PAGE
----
Still, despite the slow process of making sense of office politics, there's probably the slightest bit of excitement that every new person experiences, particularly if their last employment situation was toxic or pales in comparison to the new dream job they believe they've just landed. But here's the advice I give to myself and my peers when it comes to climbing the career ladder:

Every job has its share of BS, it's just what type of BS you want to deal with and how much of it.

In "Backwards-Like," we witness Molly excitedly dancing in her corner office, taking in the view from her panoramic proverbial corner office, surrounded by faces that reflect her own literal color and culture. But little by little, she learns that the comfort of not having to code switch at her new firm comes with some minor inconveniences.

Her office doubles as storage for her files (with no offsite option like her last firm). The new firm also uses a courier service several times a day to get documents signed instead of going digital and she has to log her billable hours by hand. What in the hot dog stand hell does this black firm have going on exactly? Of course, she responds to all of the inconveniences with, "At my last firm…" But the girls quickly remind her that she has to choose a struggle: Being paid less than your Caucasian counterparts but having the convenience to sign documents online vs. Being surrounded by people with whom the respect is mutual even if it means you have to store some filing bins beneath your desk.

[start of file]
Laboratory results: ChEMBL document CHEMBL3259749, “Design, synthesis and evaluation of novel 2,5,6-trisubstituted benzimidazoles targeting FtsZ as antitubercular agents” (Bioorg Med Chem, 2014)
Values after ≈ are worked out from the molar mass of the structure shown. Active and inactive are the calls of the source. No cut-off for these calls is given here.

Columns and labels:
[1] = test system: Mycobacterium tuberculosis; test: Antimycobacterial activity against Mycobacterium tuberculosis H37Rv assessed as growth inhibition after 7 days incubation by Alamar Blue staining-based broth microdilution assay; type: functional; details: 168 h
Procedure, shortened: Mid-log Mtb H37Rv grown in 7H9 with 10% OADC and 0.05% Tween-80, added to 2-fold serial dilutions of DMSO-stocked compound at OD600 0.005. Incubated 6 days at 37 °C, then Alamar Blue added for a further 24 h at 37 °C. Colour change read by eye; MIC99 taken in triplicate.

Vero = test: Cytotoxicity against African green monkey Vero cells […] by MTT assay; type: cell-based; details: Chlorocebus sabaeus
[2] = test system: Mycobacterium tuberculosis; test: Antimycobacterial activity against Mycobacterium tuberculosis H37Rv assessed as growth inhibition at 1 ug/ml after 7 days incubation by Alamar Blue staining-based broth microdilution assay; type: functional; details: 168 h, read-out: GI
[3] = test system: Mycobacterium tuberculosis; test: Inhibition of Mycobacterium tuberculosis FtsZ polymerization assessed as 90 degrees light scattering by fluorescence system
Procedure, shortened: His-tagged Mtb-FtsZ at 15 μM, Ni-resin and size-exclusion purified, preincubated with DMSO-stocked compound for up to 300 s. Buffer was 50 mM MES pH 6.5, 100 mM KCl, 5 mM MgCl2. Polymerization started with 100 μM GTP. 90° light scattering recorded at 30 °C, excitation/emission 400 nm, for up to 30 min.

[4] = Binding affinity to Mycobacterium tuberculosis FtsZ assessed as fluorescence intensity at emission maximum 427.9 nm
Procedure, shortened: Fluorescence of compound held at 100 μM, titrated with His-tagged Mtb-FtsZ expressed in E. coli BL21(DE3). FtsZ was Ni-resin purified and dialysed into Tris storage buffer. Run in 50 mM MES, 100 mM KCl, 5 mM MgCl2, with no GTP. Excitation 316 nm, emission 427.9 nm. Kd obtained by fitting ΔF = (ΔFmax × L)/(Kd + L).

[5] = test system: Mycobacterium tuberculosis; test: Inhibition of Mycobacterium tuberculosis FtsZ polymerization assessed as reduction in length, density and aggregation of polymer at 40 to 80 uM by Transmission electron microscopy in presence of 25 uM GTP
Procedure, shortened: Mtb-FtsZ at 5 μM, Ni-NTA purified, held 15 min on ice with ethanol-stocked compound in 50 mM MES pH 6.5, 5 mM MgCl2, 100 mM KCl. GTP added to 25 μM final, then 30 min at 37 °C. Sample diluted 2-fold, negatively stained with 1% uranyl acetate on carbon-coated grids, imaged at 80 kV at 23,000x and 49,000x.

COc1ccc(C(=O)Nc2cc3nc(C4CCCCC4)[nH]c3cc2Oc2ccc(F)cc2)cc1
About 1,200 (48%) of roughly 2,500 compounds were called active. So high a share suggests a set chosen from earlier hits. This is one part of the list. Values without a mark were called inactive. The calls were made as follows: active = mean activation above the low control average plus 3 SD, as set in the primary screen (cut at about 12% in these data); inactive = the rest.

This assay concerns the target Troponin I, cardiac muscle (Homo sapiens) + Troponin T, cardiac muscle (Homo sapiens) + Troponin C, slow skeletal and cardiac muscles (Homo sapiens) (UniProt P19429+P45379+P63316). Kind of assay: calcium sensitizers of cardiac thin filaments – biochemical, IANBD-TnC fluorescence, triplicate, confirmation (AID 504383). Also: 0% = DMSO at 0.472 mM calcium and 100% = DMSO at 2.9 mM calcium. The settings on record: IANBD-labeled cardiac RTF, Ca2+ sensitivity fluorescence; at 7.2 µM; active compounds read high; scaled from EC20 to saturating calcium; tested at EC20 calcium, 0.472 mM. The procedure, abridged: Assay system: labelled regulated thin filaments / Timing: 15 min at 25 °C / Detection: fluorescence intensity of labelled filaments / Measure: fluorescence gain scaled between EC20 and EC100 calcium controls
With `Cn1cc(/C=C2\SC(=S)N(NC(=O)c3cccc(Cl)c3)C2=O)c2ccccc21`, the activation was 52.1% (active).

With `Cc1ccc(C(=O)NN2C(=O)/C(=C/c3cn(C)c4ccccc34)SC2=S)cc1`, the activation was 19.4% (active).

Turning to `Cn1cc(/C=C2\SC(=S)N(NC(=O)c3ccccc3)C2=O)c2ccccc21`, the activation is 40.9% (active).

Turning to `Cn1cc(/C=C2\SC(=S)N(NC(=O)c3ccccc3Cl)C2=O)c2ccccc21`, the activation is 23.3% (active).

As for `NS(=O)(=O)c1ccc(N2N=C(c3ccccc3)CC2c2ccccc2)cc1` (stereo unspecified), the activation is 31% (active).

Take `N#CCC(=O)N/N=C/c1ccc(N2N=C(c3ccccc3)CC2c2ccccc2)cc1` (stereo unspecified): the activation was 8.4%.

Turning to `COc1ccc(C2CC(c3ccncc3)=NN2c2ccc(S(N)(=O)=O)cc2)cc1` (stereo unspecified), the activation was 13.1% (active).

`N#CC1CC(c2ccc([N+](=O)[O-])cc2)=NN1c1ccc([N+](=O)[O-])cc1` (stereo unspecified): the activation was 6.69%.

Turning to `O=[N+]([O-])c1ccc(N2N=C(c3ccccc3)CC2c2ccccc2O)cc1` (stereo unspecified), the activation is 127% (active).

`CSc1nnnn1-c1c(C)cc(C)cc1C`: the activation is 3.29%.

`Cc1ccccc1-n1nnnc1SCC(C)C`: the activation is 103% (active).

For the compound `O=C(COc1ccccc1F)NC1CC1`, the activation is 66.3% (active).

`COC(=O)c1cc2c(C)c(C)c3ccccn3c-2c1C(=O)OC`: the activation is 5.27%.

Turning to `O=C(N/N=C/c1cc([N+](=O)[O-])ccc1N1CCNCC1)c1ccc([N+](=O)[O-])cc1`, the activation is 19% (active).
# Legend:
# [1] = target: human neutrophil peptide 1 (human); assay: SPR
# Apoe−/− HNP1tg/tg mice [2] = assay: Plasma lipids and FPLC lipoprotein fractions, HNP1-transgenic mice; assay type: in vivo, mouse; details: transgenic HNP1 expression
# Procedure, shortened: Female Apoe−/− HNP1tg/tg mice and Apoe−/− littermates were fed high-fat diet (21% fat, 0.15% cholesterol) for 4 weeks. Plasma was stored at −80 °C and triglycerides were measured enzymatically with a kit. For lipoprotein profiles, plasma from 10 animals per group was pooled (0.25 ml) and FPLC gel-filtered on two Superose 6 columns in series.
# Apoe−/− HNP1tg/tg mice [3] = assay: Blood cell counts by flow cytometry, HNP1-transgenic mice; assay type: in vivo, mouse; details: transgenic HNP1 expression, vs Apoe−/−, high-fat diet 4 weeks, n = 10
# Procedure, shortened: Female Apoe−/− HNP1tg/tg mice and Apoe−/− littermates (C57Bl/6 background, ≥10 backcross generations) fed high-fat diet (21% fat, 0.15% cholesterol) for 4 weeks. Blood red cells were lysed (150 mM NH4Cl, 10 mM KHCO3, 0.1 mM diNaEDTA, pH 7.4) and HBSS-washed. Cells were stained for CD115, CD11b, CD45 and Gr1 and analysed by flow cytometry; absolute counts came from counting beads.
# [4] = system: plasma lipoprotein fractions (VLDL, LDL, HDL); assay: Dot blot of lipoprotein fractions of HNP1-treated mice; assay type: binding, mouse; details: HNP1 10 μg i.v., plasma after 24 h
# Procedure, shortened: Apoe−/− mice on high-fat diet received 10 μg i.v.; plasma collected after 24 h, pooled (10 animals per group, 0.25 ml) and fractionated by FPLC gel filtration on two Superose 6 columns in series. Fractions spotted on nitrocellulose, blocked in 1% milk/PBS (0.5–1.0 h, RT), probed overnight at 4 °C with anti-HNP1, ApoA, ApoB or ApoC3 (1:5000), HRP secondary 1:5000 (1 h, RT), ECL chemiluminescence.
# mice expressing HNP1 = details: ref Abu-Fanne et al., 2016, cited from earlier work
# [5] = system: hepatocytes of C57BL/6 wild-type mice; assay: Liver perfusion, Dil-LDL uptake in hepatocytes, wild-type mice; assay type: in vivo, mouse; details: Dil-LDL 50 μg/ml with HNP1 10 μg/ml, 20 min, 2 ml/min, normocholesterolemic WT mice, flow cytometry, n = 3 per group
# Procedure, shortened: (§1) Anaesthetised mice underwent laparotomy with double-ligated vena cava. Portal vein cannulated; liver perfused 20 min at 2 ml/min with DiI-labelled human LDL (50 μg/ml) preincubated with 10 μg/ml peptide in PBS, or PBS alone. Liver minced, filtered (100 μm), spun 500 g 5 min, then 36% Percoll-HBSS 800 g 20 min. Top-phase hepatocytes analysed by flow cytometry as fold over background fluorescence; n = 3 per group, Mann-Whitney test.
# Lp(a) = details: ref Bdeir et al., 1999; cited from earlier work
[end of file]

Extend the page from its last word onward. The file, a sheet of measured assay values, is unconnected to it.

I'm not exactly cashing in the coins as an attorney, but as I progress through the world of public health nonprofits in Philadelphia, I've recently found myself sounding a lot like Molly in the position I've been in as sexual health specialist for the past two years. It hasn't been the most glamorous job. I've been getting paid significantly less than I was in my previous position as a Communications and Outreach Coordinator. With the transition from working in a small staff of 15 to a larger staff of about 50, I was hopeful that there would be some considerable upgrades from my last employer. An actual HR department and not just a controller who worked one day a week seemingly phoning in with actual details about my benefits package. In the past year or so, I was reminded by my own sound advice: Same old s**t, just a different day in a bigger office with more personalities to juggle.